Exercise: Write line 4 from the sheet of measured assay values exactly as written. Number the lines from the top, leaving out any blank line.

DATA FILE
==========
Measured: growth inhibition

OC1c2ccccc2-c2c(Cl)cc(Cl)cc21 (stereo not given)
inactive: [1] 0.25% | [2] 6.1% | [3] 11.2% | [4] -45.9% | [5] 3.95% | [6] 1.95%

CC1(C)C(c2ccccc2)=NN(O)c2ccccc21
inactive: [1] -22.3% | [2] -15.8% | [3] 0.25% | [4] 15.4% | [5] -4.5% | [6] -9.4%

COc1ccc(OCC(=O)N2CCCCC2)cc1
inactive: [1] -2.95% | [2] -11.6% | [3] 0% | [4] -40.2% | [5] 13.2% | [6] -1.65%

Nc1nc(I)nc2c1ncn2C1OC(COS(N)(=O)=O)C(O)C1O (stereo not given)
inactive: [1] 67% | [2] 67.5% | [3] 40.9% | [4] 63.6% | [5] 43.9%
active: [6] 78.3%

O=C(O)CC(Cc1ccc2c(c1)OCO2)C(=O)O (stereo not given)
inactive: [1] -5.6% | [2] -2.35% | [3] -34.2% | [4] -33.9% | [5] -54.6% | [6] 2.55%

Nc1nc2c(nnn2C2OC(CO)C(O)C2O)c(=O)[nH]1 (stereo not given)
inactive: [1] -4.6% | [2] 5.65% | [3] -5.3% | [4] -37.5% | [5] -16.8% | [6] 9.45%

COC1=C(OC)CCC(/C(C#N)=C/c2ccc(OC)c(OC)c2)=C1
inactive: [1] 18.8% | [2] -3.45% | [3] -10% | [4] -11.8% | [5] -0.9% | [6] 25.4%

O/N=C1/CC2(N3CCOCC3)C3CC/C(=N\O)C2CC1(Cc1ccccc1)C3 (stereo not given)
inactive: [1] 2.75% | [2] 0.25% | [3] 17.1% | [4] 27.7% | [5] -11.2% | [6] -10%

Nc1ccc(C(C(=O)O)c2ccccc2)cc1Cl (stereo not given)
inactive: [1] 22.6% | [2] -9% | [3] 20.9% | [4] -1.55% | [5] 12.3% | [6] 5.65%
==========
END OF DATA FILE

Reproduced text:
CC1(C)C(c2ccccc2)=NN(O)c2ccccc21